RACHEL MARTIN, HOST:
Facebook, Twitter and Google are on Capitol Hill this week facing tough questions about how to avoid a repeat of Russia's interference in U.S. elections. One of the people who has testified already is a man named Randall Rothenberg. He heads the Interactive Advertising Bureau. It's a trade group that represents Facebook, Twitter, Google, even NPR. He says this is a key moment for social media companies, which until now have mostly avoided government oversight.
RANDALL ROTHENBERG: We're reaching an inflection point in the history of the internet, and there's just simply a growing recognition, finally, that it's a complex, complicated, global plug-and-play supply chain that allows lots and lots of different kinds of players to participate, both the good ones that create value and unfortunately, on occasion, bad ones who destroy value.
MARTIN: You yourself, though, have pointed out that Russian bots have been around for a long time. So if this was a known problem, how was it let to evolve into what we saw transpire in the 2016 election?
ROTHENBERG: We've known in the internet industry that bots are a problem. I don't think anybody really thought that there would be fraudulent bot content-driving. What the industry was focused on was bot fraud that aimed at stealing money out of people's pockets.
MARTIN: So the big question now is, what is the solution?
ROTHENBERG: So number one has to be - I believe what's happening now - is simply a recognition that this is serious business, that people can get hurt from bad communications in the same way they can get hurt from bad grains in food or bad parts in cars.
MARTIN: So that means it needs to be regulated?
ROTHENBERG: I'd say yes, but - 'cause that's a very simple answer. Government could pass regulations, but then you have to implement the regulations. In order to implement the regulations, you have to write rules for the regulations. Then you have to fund mechanisms that actually go in and check whether the regulations are being followed.
MARTIN: Sounds like you think that's too onerous.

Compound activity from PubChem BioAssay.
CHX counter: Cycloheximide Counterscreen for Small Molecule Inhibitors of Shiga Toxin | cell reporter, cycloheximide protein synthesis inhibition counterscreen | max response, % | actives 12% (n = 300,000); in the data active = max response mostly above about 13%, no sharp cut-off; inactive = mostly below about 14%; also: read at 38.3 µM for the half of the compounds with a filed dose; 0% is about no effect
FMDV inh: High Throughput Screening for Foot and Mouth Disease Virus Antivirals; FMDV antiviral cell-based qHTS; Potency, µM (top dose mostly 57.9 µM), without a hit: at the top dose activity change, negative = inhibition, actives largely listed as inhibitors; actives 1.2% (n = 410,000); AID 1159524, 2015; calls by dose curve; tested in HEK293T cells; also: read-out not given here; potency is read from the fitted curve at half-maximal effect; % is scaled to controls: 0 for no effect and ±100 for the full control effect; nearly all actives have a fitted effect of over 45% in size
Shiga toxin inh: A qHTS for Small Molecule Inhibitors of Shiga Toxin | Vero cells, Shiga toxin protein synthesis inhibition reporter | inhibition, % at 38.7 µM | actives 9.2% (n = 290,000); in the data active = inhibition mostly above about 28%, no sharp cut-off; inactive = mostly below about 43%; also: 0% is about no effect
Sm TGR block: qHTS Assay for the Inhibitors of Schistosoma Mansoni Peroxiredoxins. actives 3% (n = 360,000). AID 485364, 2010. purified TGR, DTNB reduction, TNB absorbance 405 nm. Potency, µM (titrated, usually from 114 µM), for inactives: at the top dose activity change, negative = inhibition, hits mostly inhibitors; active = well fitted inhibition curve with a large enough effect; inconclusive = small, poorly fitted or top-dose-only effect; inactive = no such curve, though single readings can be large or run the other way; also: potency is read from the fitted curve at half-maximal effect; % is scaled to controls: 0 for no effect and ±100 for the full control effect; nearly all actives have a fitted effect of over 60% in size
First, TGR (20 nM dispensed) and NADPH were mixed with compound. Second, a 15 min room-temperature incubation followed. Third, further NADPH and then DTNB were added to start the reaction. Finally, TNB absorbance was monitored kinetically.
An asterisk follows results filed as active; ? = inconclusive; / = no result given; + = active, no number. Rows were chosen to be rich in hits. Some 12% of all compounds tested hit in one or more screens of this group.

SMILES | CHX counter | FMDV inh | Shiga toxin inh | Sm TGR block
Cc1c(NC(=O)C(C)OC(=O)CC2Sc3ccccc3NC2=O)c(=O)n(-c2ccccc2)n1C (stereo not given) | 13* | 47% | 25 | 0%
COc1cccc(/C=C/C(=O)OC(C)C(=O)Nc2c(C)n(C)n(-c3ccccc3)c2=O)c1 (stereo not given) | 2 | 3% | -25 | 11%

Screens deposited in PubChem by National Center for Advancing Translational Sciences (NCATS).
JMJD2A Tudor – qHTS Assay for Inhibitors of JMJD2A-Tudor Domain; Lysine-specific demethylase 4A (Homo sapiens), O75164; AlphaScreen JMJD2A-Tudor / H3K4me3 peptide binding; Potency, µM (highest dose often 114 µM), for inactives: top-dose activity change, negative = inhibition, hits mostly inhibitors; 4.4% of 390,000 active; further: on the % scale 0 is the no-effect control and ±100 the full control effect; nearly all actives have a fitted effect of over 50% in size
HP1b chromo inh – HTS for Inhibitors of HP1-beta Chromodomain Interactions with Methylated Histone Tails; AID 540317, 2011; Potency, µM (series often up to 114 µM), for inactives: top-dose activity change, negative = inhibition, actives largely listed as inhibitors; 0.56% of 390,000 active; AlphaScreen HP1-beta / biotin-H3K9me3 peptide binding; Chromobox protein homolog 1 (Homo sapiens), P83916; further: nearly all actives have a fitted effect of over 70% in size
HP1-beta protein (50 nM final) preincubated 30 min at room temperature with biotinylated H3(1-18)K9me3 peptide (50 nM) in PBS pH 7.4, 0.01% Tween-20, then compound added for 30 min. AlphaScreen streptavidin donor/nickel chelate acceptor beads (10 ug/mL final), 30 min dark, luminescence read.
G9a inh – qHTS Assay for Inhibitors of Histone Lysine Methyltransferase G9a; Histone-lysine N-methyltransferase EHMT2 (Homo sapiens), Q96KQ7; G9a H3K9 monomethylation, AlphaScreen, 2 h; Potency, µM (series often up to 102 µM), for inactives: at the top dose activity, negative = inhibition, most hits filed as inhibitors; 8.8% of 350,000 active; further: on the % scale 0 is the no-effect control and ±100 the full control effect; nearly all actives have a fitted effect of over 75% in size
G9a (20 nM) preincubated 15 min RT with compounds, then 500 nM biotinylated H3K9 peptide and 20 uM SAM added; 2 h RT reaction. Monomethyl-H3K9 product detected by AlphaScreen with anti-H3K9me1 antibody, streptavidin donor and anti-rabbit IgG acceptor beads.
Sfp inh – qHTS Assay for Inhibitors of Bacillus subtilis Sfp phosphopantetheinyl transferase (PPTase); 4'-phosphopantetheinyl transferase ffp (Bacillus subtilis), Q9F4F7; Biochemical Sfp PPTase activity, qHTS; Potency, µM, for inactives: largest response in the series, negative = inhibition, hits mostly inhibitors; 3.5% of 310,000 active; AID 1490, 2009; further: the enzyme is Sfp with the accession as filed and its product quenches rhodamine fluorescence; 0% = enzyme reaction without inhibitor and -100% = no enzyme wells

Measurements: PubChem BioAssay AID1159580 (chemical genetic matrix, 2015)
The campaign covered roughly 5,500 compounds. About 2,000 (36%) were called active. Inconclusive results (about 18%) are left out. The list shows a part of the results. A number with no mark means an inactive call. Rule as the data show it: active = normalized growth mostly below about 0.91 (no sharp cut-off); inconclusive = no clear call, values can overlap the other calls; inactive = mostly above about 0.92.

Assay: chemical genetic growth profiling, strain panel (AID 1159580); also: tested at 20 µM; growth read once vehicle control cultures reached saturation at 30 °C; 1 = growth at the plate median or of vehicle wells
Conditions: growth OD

ROTHENBERG: No, I think that regulation is important, but it needs to be complemented by comprehensive industry self-regulation. You can't have one without the other.
MARTIN: Do you think that things have changed now? Has the Russian interference in the U.S. election by way of online media platforms, has that fundamentally changed the way these companies, these platforms, see themselves? Do they see a new sense of accountability to protect American democracy in a way they didn't before?
ROTHENBERG: Yes, but I want to put an asterisk on that because they all know that they participate in this big, global, open, porous supply chain and that they all have a role to play in securing that supply chain because that is essential not just to brand safety, not just to the safety of their customers, but now they recognize that it's essential to consumer safety as well.
MARTIN: But what does that mean? What does - when you say consumer safety business, making sure that the user, the person who is absorbing the content, is safe? To you, that does not mean exposed to propaganda?
ROTHENBERG: Well, let me point out that propaganda is protected speech. Russian propaganda in the United States is not necessarily protected speech under existing law, but propaganda is protected speech. I find us veering perilously close to the idea that we ought to verify truth and we ought to eliminate propaganda when, you know, propaganda is part of the essence of what made America. Tom Paine's propaganda, Martin Luther King's propaganda. So I think we need to be very, very...
MARTIN: But the people who absorbed that knew that it was Martin Luther King's propaganda. They knew the person who was disseminating it, and they trusted his opinion. And the problem here is that the users don't understand who's behind the content. They didn't understand that it was Russian groups who were putting up the propaganda.
ROTHENBERG: Which is why there are more safeguards that can be and must be taken, and also why companies need to take responsibility unto themselves for this. But, as I'm saying, you don't necessarily have to say, OK, well, we're in the truth business because that is not the business of media, and that's not the business of government.
MARTIN: Randall Rothenberg, thank you so much for your time.
ROTHENBERG: A pleasure. Thank you.
MARTIN: Randall Rothenberg is president and CEO of the Interactive Advertising Bureau. It's a trade association for the online advertising industry. We should note NPR is an IAB member and that NPR and other major news organizations get money from Facebook to make online video content. Transcript provided by NPR, Copyright NPR.